In an astounding revelation that almost no one ever suggested or predicted (other than Michael Lerner, editor of Tikkun), the leaks reveal that the Palestinians proposed that some settlements, such as Maale Adumim, remain with its 35,000 Jews, in the proposed Palestinian state, albeit under Palestinian sovereignty.
Tzipi Livni, leader of the Kadima Party, has often criticized Prime Minister Benjamin Netanyahu for not being sufficiently committed to the peace process. But Livni, foreign minister at the time, outright rejected the Maale Adumim proposal and the Jerusalem proposal.
Ali Abunimah, editor of Electronic Initifada, now charges that Livni is a racist, advocates transfer and is as undemocratic as the current foreign minister, Avigdor Lieberman. In an analysis for Al Jazeera (Jan. 24), Abunimah reports that that the leaks show that Livni wanted to “ethnically cleanse” non-Jewish Palestinian citizens from Israel “in order to create an ethnically pure Jewish state.”
Livni, he continues, has made it clear “that only Jews are guaranteed citizenship in Israel and that Palestinian citizens do not really belong even though they are natives who have lived on the land since before Israel existed.”
So much for the often reported idea that there will be a land exchange between Israel and the Palestinians.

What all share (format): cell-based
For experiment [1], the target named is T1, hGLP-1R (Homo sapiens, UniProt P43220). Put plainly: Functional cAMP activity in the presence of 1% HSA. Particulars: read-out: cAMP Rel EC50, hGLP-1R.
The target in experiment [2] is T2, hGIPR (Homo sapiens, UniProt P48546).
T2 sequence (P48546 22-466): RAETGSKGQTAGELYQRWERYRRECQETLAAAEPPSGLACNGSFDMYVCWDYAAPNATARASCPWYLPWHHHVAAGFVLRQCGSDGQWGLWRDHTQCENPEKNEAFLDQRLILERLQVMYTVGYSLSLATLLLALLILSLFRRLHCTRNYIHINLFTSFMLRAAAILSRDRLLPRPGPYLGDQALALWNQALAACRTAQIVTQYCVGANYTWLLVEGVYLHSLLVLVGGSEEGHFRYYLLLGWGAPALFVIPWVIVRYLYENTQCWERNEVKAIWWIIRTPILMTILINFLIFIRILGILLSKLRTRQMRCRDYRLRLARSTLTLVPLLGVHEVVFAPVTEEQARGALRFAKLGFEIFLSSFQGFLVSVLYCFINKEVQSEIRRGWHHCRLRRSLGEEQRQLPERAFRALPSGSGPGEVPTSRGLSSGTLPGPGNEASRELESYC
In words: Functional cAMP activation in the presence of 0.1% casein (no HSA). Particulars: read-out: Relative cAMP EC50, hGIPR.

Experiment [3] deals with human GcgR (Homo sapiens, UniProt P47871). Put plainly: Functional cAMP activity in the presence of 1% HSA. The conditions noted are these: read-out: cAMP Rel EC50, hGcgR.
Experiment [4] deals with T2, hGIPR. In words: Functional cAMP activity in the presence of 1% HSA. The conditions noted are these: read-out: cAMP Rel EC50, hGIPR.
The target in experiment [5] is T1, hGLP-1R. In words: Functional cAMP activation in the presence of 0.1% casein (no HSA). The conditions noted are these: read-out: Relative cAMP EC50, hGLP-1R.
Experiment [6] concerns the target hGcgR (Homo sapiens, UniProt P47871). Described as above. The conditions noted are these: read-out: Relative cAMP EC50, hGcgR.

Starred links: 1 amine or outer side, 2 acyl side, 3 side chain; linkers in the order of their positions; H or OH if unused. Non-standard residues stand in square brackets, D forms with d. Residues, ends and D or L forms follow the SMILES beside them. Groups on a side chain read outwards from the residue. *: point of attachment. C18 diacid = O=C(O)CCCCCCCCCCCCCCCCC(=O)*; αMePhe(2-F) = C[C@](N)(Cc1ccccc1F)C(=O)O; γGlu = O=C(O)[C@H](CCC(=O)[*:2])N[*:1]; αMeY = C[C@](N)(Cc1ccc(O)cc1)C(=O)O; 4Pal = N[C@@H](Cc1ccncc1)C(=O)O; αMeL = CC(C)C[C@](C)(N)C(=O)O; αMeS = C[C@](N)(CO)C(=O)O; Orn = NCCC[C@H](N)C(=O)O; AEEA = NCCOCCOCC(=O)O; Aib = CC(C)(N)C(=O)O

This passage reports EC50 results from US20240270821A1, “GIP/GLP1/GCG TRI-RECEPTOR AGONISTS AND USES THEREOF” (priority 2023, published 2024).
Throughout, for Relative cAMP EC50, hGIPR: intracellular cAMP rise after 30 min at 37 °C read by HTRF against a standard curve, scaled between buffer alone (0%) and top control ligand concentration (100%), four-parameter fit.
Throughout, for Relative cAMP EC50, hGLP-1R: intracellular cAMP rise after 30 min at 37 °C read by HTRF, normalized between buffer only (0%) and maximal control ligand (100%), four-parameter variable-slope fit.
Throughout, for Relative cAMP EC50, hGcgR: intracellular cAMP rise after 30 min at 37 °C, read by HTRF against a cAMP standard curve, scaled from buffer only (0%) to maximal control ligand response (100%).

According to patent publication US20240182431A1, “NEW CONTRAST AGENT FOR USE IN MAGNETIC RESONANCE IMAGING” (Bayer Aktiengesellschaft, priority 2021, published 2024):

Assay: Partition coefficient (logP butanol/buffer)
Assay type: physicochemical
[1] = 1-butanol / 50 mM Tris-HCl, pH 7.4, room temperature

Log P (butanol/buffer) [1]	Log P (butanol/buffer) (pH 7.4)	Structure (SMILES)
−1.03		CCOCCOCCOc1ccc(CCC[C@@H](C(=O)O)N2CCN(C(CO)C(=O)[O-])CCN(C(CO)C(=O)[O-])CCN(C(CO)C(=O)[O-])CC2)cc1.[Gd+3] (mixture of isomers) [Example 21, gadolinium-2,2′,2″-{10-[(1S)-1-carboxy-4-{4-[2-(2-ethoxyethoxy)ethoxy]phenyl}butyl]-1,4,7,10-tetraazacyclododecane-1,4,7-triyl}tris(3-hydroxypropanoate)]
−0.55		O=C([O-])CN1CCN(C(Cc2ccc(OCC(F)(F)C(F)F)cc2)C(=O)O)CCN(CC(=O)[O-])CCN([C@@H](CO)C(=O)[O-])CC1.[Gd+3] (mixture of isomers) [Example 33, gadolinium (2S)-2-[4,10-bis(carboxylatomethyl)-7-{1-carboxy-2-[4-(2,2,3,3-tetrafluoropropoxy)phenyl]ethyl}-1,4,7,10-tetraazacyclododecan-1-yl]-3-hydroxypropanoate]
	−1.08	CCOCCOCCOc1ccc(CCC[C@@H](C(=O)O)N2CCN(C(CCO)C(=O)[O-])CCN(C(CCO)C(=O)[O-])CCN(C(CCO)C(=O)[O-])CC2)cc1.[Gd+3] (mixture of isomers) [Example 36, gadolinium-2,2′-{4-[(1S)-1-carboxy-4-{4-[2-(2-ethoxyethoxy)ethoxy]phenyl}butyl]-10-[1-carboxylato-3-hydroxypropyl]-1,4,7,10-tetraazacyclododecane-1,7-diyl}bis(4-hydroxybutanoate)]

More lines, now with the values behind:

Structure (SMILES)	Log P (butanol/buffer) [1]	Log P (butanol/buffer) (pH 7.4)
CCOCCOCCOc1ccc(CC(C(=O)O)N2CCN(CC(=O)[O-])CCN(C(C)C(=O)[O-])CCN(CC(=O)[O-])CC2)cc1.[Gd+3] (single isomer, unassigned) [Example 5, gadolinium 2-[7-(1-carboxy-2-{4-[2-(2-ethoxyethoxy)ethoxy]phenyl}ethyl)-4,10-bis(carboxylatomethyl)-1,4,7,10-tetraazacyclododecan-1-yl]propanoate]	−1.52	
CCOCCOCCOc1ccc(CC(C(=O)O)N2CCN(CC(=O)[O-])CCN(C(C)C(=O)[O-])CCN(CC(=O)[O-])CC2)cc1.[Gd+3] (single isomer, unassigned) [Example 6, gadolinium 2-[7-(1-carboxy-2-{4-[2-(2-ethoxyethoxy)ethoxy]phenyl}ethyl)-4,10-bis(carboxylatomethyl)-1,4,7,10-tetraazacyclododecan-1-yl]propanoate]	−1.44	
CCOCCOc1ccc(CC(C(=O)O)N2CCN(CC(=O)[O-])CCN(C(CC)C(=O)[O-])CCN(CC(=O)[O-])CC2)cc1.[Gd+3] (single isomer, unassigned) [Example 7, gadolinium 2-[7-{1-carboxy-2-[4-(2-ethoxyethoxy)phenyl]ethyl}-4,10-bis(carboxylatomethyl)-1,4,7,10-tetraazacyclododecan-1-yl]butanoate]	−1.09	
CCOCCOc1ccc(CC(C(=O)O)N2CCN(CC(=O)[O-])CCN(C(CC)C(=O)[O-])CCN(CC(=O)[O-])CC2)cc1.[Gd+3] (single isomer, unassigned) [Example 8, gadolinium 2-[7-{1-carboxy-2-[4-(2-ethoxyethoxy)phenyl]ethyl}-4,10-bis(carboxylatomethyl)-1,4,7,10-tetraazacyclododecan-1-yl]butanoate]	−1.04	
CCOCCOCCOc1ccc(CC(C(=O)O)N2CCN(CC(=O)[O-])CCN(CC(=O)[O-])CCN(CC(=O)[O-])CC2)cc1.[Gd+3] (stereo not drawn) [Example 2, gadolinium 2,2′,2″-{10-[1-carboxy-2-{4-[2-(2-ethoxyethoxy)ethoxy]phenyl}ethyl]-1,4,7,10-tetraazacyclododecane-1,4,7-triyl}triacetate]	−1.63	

Each side tells it story. The Times of India said Livni “expressed doubts over the PA’s ability to make peace.” The Guardian, in England, headlined, “Israel had a peace partner” and rejected it.
Reacting to the torrent of Arab media criticism that the Palestinians were too flexible, Nasser Laham, editor of the Palestinian news agency Maan, insisted that the Palestinians were not flexible.
“Nearly all of Al-Jazeera’s viewers think that most Palestinians are servants and slaves” of Israel, wrote Laham (Jan. 24), “as though the Palestinians have never refused to make concessions … never risen up [against Israel] … and have not sacrificed the best of their heroes to martyrdom and imprisonment.”
Laham asked Al-Jazeera: What do you want from us? Do you want us to commit suicide? Or to burn ourselves in the streets so that the rabbis can have a nice slice of Palestine? How about we hand Palestine over to you, so you can liberate it … while we spend a few years recovering in Qatar until you complete the task?”
The Guardian, which partnered with Al Jazeera in publishing the leaks, joined in attacking the Palestinian negotiators for losing “their collective sense of dignity.” That negotiator Saeb Erekat used the word “Yerushalayim,” the Hebrew word for Jerusalem, “will strike many as an act of humiliation,” said the Guardian.
Jackson Diehl, columnist for The Washington Post (Jan. 25), says the reaction to the leaks has been filled with “gross distortions. Not only have the reported Palestinian compromise positions been widely (if quietly) accepted by Arab governments [but] Israel, for its part, responded with far-reaching compromises of its own.”
Let’s remember, writes Diehl, that the Palestinians “are currently refusing to negotiate with Netanyahu in part because he has refused to freeze construction in East Jerusalem Jewish neighborhoods — the same neighborhoods that the Palestinians have agreed that Israel will keep.”
Now, writes Diehl, the Palestinians “are retreating even from their not-good-enough ideas. Far from coming under pressure to make new concessions,” Israel “can relax in the knowledge that the peace process is going backward.”